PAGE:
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Elizabeth Rosethorne

Senior Research Fellow, Faculty of Medicine & Health Sciences

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Biography

Elizabeth Rosethorne graduated from the University of Manchester with a BSc (hons) in Biomedical Sciences with Industrial Experience and went on to do a PhD in the department of Cell Physiology & Pharmacology at the University of Leicester (PhD 2007; GPCR regulation of CREB and the amyloid precursor protein). After this she moved to the Novartis Institutes for Biomedical Research where she was an Investigator (2007 - 2014). Here she managed a small team whose research focused on primary human cell biology and High Content Imaging, and acted as Project team leader for a multi-site respiratory disease drug discovery project in IPF. Her particular expertise aimed at understanding cAMP signalling and the use of phenotypic assays for compound screening. She then moved to the University of Nottingham as a Senior Research Fellow in the School of Life Sciences, working in the area of Molecular Pharmacology & Drug Discovery. Her current research interests involve the use of phenotypic assays to identify novel targets for disease and the differentiation between ligand, system and observational bias on a cell and molecular level.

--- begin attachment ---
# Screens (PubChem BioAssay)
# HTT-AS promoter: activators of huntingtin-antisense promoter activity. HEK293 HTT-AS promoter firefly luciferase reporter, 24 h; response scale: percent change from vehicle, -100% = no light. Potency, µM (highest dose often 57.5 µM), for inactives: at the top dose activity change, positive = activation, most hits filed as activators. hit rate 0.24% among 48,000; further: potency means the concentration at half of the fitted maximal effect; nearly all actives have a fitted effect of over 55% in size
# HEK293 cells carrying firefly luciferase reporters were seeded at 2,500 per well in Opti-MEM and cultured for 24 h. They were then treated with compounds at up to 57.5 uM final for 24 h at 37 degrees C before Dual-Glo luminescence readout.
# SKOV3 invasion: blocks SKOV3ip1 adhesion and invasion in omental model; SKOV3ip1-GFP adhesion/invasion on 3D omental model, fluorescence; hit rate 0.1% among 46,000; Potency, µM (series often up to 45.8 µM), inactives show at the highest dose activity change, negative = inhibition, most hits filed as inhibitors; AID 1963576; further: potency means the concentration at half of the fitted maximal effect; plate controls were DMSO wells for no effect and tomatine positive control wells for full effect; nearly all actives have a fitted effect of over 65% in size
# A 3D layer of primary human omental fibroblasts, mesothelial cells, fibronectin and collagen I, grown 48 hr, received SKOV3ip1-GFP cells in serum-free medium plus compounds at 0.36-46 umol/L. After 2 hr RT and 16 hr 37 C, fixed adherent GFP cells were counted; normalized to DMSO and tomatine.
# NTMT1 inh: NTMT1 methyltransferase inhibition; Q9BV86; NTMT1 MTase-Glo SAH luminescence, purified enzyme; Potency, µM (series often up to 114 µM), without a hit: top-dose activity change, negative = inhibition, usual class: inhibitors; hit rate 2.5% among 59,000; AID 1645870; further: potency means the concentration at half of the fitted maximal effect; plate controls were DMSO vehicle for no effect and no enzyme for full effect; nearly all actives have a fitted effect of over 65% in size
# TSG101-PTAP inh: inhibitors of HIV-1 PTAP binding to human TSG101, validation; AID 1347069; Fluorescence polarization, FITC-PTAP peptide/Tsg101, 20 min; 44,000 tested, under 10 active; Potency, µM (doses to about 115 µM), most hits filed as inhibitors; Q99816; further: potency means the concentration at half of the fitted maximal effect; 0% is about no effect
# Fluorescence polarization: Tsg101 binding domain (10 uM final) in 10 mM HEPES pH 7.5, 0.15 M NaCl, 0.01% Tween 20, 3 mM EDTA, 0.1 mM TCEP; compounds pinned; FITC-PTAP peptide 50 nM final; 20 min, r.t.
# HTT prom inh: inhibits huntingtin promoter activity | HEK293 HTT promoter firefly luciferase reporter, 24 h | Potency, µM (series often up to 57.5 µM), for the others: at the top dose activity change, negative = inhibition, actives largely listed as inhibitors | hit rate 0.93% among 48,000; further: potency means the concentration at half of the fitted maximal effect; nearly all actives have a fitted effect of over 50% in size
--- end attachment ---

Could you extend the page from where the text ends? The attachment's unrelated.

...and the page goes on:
Elizabeth is the author of > 15 peer-reviewed publications, has delivered lectures at UK and European academic departments and has presented her work at internationally renowned Scientific Conferences. She is actively involved in the peer review and editing process for a number of scientific journals.

Research Summary

My research interests lie in the use of phenotypic assays to identify novel targets for disease and give us insights into the mechanism of action of drugs. I am also interested in learning more about… read more

Recent Publications

Current Research

My research interests lie in the use of phenotypic assays to identify novel targets for disease and give us insights into the mechanism of action of drugs. I am also interested in learning more about the role of biased signalling in GPCR pharmacology by using different techniques to differentiate between system and observational bias on a cell and molecular level.

School of Life Sciences

University of Nottingham
Medical School
Queen's Medical Centre
Nottingham NG7 2UH

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